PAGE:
Hungary’s politics not affecting the economy, Nomura says
Despite the relatively busy political scene in Hungary lately, including protests against the current government and legislation it has passed or has planned, markets have appeared to be unaffected, according to a recent analysis sent to the Budapest Business Journal by London-based economists of Japanese Nomura.
“Markets have been unmoved by increasing protests against the [Hungarian] government’s new education policy, which has been seen as specifically aimed at shutting down the Central European University,” the Nomura analysis says. Nomura sees a likelihood of the government finally amending the “legislation slowly under domestic and external EU pressure; most likely in our view it was aiming to intimidate universities rather than explicitly shut the institution down”.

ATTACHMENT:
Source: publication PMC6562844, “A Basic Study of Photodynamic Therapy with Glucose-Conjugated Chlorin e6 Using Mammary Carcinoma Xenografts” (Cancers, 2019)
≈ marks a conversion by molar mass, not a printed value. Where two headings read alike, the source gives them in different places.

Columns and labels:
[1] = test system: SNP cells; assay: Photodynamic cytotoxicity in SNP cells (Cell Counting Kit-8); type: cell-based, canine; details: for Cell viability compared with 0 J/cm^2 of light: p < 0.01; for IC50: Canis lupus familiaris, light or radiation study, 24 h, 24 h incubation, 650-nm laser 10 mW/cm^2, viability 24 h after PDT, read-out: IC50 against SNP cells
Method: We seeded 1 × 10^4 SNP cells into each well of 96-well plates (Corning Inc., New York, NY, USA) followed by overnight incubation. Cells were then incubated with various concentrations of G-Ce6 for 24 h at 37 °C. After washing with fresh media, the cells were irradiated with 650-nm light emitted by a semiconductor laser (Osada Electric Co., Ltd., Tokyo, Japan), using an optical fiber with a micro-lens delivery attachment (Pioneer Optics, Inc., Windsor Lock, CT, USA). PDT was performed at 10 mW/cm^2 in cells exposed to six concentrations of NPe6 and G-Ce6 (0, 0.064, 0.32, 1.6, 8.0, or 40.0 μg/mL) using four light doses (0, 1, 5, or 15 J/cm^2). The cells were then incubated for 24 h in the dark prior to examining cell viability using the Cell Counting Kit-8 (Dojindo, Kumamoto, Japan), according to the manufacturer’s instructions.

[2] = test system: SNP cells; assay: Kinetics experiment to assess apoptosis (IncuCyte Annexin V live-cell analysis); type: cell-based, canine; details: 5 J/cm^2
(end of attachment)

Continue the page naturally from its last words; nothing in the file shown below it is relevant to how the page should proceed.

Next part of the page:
Nomura mentions that the current government has applied “similar tactics” in relation to the advertising tax and “did force the closure of one newspaper (Népszabadság) in October of last year”. The analysis says that what Prime Minister Viktor Orban calls an “illiberal democracy” appears to be “quite stable”, as the opposition is “so fractured” that “is gaining no traction”, while governing Fidesz appears to retain a steady lead of 15-20 pp.
“Markets are largely ignoring real economy or political issues and focusing on the real rate narrative that results from MNB unorthodox policy, but also a view that such a steep bond curve (over 300 bps for 2s10s) is more than adequate compensation for any risk,” the Nomura analysis concludes.
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